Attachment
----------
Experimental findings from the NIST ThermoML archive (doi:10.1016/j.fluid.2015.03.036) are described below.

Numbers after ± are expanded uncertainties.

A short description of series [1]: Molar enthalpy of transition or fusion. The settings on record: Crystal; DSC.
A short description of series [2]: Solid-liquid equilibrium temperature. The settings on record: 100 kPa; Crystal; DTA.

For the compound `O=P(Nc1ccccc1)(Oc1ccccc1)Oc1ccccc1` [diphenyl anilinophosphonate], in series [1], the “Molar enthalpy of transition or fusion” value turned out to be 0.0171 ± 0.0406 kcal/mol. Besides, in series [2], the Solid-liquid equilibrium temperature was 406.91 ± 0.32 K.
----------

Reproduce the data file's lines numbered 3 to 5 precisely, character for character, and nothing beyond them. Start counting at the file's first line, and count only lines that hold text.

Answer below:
A short description of series [1]: Molar enthalpy of transition or fusion. The settings on record: Crystal; DSC.
A short description of series [2]: Solid-liquid equilibrium temperature. The settings on record: 100 kPa; Crystal; DTA.

For the compound `O=P(Nc1ccccc1)(Oc1ccccc1)Oc1ccccc1` [diphenyl anilinophosphonate], in series [1], the “Molar enthalpy of transition or fusion” value turned out to be 0.0171 ± 0.0406 kcal/mol. Besides, in series [2], the Solid-liquid equilibrium temperature was 406.91 ± 0.32 K.